- Hiking / Trekking
- Place or Historical Monument
Goris seems lost in this mountainous landscape. I arrived in this town of 20,000 inhabitants a bit by chance, after driving for hours through the sparsely populated, mountainous province of Syunik, in the south of the country. I really liked the town, which has a delightful centre, old stone houses and plenty of sites in the vicinity.
In short, I highly recommend Goris as a stopover on the way to southern Armenia or Iran. It's a great base from which to explore the wonderful Syunik range, local monasteries and nearby natural reserves. No trip to Goris would be complete without sampling the local tipple, 'Oghis', which is made from fruits grown in the region.
On the frontier with Nagorno Karabakh, Goris is a small town close to the rocky heights that are lightly covered in vegetation. I wasn't particularly impressed by the town but managed to find what I need to buy in the way of food and equipment for the winter weather.
During a trip to Armenia, I had decided to explore the surroundings. Half an hour from Goris, is Tatev monastery and I certainly wasn't disappointed by this formidable building dominating the cliff. I really enjoyed exploring all the rooms of the monastery which were intact, so you could imagine the monks living in them. I fell in love with one of the secret passages which led out to the moutainside. I also loved the landscapes in the region, especially the Devil's Bridge, a canyon that is so deep the sun never reaches it.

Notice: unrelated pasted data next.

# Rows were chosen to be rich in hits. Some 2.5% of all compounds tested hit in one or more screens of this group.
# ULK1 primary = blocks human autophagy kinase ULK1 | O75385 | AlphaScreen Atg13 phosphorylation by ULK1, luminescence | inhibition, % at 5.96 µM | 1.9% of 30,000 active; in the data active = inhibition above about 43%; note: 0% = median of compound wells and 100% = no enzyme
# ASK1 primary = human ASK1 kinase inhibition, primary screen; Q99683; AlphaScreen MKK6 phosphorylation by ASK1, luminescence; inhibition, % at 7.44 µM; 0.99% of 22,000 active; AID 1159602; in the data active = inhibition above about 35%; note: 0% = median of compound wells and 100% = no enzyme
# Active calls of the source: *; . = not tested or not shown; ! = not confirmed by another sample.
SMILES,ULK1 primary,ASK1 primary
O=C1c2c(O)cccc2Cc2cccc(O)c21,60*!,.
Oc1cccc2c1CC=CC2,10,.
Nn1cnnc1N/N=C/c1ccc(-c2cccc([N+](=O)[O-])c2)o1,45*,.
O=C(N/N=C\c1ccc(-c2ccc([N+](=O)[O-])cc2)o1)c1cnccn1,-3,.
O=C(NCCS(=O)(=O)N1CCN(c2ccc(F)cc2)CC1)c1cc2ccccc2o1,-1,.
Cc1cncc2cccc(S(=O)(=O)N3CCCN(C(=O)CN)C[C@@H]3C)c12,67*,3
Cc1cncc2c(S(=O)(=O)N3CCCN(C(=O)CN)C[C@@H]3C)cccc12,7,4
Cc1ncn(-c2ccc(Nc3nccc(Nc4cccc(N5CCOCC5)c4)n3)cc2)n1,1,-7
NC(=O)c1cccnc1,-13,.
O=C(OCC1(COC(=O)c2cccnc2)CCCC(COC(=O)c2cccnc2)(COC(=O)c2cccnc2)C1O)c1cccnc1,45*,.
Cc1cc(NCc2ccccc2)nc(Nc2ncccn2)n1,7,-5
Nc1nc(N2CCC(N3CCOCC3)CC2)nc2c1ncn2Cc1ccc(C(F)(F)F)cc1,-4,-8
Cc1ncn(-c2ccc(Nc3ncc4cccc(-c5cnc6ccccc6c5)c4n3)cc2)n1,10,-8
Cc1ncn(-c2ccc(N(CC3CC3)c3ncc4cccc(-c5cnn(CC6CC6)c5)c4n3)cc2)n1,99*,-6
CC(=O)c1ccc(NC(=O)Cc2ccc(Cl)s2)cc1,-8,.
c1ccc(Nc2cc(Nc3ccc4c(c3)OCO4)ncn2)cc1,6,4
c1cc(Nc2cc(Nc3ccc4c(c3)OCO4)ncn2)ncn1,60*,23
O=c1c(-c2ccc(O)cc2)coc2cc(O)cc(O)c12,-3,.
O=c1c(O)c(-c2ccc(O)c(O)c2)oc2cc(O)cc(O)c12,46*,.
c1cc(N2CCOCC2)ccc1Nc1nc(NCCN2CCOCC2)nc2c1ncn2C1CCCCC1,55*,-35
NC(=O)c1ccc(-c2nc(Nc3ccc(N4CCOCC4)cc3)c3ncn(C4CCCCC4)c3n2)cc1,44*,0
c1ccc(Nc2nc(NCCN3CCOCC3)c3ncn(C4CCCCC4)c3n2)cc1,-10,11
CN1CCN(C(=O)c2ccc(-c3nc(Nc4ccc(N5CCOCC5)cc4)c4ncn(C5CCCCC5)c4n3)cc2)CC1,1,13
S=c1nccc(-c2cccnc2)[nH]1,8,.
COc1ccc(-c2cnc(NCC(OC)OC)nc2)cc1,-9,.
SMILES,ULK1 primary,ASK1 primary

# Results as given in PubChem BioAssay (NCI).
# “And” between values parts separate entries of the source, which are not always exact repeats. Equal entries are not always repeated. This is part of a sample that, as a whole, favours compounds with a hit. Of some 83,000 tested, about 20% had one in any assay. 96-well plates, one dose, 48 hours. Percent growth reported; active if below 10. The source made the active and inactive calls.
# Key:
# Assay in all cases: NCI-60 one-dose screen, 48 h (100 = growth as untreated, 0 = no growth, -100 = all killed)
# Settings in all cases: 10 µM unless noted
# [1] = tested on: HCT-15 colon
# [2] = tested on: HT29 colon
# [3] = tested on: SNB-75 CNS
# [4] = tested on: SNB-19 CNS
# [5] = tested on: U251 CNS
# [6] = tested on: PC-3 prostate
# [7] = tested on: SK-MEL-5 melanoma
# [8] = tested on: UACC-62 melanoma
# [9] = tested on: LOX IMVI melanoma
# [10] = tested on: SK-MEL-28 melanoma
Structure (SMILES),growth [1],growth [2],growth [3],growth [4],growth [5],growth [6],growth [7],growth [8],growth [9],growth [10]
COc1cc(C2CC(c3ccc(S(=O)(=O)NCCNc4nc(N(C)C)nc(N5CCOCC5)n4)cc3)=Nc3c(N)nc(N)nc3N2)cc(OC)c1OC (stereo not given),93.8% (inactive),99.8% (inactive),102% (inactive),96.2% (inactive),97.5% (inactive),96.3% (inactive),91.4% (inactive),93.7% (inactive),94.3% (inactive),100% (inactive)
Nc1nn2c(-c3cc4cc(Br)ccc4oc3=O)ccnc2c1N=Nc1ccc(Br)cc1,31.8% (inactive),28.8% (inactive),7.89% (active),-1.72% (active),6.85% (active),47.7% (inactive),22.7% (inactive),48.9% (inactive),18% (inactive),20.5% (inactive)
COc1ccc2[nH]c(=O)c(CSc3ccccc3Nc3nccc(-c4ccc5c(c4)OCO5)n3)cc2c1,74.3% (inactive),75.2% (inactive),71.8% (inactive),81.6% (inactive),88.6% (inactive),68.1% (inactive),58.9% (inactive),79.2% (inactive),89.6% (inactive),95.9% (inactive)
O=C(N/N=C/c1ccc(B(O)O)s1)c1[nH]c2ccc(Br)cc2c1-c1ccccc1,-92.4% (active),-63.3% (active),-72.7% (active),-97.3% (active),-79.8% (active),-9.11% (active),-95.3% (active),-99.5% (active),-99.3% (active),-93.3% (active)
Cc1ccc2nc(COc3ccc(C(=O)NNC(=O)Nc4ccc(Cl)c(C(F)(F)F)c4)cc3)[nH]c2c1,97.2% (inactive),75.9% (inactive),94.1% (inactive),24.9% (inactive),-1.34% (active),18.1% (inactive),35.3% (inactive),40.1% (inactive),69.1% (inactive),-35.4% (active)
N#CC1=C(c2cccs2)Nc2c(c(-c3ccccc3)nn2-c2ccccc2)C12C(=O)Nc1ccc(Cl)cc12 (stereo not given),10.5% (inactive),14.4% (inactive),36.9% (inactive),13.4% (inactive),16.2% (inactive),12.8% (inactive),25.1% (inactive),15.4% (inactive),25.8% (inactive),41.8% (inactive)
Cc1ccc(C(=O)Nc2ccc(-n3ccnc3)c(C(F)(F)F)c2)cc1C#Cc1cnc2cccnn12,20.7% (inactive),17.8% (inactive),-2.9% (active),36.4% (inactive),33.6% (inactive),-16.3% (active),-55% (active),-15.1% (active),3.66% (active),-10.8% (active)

Many tourist guides present Goris as a city full of charm. So I expected to discover an exceptional place. I admit that once I arrived, I was a little disappointed. Certainly, there are the stone houses, but the city hardly lends itself to wandering around (there really isn't that much pavement and driving is rather sporty), and Soviet urban planning has taken quite a toll.
Once you get past your first impression, you realise how lucky you are to be in a city lost in the depths of Armenia. Going to Goris means having access to the authentic Armenia, alternating between the splendour of the past and the uncertainty of the present. In addition, the only way to sleep there is to stay with a local. This is your opportunity to interact with the local population that's always willing to share some good advice.
Finally, after some nice encounters, a visit to an abandoned cave dwelling and discovering the local nightlife, I realised that Goris remains one of the most authentic moments of my stay in Armenia.